And back to the Lastwear project - Pinkertons!  I've assembled the shell of one of the vests, and have new workroom photos to share from the process.

(More below the cut...)

Thursday, November 3, 2011

Equipment fail!

I scheduled time to work on the Pinkerton vest on Tuesday evening.  I realized that I'd need to practice making welt pockets (it's been years since I've done them) and cut a piece of canvas drill to match the welt pieces and pocket  bags.  That was also to serve as a test sew for the straight stitch machine.  The Mercury failed the test.  I burnt up most of my scheduled time trying to get it to form a stitch.

I'm not terribly mechanically minded, so when I stopped by the Lastwear house yesterday I asked Thom if he could help or recommend a repairman.  He's supposed to be by later.  If he can't help get the machine going, I'll a) get the contact number for his repair guy and b) set up my Bernina.

I've rescheduled the time I had set aside for today to tomorrow and also have some time on Sunday afternoon blocked out to keep the project timeline at least close to on track.

Sunday, October 30, 2011

Pinkertons: Preview

I am so excited to finally get rolling on this project that I just couldn't wait.  I pulled the parts to assemble a vest and laid them out.

Not pictured:  me laughing giddily in the sewing room at 10 PM.
The parts are laid out in columns.  They are:  collar, welt, pocket bag; side front, side front lining, side front hem facing; center fronts; center back, center back lining, center back hem facing; side back, side back lining, side back hem facing; tags.  There is one additional part - the armhole bindings.  They're just long, skinny strips that get folded around the raw edges of the armhole, so not having them on the table isn't going to put my gentle readers at a loss.

I haven't ordered the heavyweight thread they use at the factory yet, so I'll be piecing with regular sewing thread and topstitching with gold jeans thread.  I thought it would look snappy on the green canvas and help with visibility, since all the vest cuts I got were dark colors.  (The others are black and chocolate brown.)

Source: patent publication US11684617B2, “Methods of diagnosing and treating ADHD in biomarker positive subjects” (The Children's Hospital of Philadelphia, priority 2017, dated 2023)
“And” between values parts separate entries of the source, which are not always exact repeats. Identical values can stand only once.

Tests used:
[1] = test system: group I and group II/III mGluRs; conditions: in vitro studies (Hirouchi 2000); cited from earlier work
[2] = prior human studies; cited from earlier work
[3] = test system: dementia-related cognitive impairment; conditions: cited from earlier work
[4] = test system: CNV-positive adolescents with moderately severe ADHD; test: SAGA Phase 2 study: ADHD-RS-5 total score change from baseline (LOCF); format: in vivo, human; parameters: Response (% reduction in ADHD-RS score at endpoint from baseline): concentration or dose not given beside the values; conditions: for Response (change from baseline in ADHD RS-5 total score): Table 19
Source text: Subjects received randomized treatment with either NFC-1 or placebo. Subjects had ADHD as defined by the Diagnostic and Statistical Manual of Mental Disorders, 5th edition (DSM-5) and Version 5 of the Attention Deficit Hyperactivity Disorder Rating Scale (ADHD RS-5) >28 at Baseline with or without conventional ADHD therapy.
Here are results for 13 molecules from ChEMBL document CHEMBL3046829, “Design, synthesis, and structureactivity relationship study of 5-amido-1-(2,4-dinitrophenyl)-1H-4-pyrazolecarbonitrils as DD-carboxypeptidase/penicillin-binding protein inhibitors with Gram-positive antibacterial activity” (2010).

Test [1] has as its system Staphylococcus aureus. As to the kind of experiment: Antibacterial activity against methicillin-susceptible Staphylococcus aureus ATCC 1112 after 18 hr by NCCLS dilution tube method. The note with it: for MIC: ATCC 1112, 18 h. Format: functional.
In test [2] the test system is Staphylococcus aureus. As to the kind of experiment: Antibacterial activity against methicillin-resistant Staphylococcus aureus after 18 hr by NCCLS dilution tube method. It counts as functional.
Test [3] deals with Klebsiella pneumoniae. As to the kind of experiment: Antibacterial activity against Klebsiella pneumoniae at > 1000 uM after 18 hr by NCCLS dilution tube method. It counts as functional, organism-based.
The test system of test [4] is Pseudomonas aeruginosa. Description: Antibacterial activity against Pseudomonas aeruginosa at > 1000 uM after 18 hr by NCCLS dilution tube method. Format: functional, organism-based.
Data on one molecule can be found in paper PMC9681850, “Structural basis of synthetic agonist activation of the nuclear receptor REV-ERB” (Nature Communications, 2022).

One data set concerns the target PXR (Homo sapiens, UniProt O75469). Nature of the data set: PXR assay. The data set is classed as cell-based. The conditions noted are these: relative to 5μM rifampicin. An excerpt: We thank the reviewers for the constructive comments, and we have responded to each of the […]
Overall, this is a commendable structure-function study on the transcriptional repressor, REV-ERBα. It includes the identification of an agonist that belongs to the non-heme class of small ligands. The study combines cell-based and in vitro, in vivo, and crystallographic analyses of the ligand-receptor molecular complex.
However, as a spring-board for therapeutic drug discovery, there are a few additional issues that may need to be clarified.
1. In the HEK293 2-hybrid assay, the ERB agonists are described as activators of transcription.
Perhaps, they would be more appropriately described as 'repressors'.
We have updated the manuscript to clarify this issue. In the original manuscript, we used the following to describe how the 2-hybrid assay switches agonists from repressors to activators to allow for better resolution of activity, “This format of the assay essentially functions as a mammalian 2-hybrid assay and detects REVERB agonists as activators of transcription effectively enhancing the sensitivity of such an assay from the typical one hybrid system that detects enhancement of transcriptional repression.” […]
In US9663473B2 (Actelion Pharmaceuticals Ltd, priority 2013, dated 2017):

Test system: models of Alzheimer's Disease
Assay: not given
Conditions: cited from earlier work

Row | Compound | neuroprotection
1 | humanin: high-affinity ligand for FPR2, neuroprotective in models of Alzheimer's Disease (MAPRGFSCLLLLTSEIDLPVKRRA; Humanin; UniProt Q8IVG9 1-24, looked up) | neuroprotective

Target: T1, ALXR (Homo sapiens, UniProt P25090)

Depending on how much I get done at a sitting, I will post the work on this vest in several posts over the next week.  Next up - sewing the shell.  I have time set aside for this on Tuesday evening and I can hardly wait.

New space

I've just moved to a new apartment and my goal was to have my workspace set up and ready to work by the first of November.  I'm on target for that, with just a little bit of work left to do.

I know y'all are dying to see the new place.  Here you go:

There is enough space to walk around the cutting table.  It's a little close there in the back corner, but c'est la vie.
More behind the cut....

Tuesday, July 26, 2011

Interlude: White Bird (Part 2)

Well, I wrapped up the wings tonight.  I should have done them on Sunday, but I got distracted - plus I wanted a little input from an observer.  I invited my mother over to snap pictures and consult on how to finish the edges.

One thing to note here... the scale is maybe a little hard to determine in these pictures.  I'm a big girl, both in dress size and height; it may not be really clear, but the wingspan is about nine feet.  Here they are, before we trimmed the edges:

Red Bull did not give me these wings.

(See them trimmed behind the cut!)

Saturday, July 23, 2011

Interlude: White Bird

Between larger projects, I am taking time to make a quick costume at the request of my cousin.  She has asked me to make a bird costume to be used at one of her band's performances.

I drew up a quick sketch for her, which she signed off on:

(continued behind the cut)

Sunday, July 17, 2011

Upcoming project: Pinkerton vests

In the midst of several other errands, I stopped off to pick up the final parts to assemble some sample vests.  I'll be working on samples and one-offs for Lastwear, starting with the men's vest.  Thom and Lyssa have provided cut parts for several vests to give the pattern a go, and gave the green light to document the process of making the vests.  This works out nicely both for me and for them, as part of the concept for the company is that their clothing is open-source.  In theory this means anyone can download their patterns and make their own - or use it as a launching point for something new.  The patterns aren't actually available yet, but I expect someone truly interested in obtaining a copy could get one if they asked nicely enough.